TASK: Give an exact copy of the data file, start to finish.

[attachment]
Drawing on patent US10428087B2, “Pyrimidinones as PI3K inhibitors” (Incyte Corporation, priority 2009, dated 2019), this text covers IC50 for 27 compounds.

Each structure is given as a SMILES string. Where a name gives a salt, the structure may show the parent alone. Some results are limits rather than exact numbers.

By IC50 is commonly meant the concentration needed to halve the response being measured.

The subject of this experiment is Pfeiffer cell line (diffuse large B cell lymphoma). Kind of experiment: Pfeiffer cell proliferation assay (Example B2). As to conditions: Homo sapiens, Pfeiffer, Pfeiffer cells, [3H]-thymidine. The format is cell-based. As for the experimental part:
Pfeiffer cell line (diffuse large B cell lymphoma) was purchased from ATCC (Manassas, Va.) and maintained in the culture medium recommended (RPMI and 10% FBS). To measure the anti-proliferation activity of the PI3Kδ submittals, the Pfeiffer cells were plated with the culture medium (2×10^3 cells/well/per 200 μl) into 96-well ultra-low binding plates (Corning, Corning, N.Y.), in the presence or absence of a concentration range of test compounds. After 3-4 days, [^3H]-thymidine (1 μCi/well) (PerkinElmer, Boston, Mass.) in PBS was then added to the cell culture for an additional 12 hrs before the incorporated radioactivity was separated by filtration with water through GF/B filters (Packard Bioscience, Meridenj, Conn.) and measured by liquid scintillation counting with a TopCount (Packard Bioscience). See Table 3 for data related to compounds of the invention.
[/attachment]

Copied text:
Drawing on patent US10428087B2, “Pyrimidinones as PI3K inhibitors” (Incyte Corporation, priority 2009, dated 2019), this text covers IC50 for 27 compounds.

Each structure is given as a SMILES string. Where a name gives a salt, the structure may show the parent alone. Some results are limits rather than exact numbers.

By IC50 is commonly meant the concentration needed to halve the response being measured.

The subject of this experiment is Pfeiffer cell line (diffuse large B cell lymphoma). Kind of experiment: Pfeiffer cell proliferation assay (Example B2). As to conditions: Homo sapiens, Pfeiffer, Pfeiffer cells, [3H]-thymidine. The format is cell-based. As for the experimental part:
Pfeiffer cell line (diffuse large B cell lymphoma) was purchased from ATCC (Manassas, Va.) and maintained in the culture medium recommended (RPMI and 10% FBS). To measure the anti-proliferation activity of the PI3Kδ submittals, the Pfeiffer cells were plated with the culture medium (2×10^3 cells/well/per 200 μl) into 96-well ultra-low binding plates (Corning, Corning, N.Y.), in the presence or absence of a concentration range of test compounds. After 3-4 days, [^3H]-thymidine (1 μCi/well) (PerkinElmer, Boston, Mass.) in PBS was then added to the cell culture for an additional 12 hrs before the incorporated radioactivity was separated by filtration with water through GF/B filters (Packard Bioscience, Meridenj, Conn.) and measured by liquid scintillation counting with a TopCount (Packard Bioscience). See Table 3 for data related to compounds of the invention.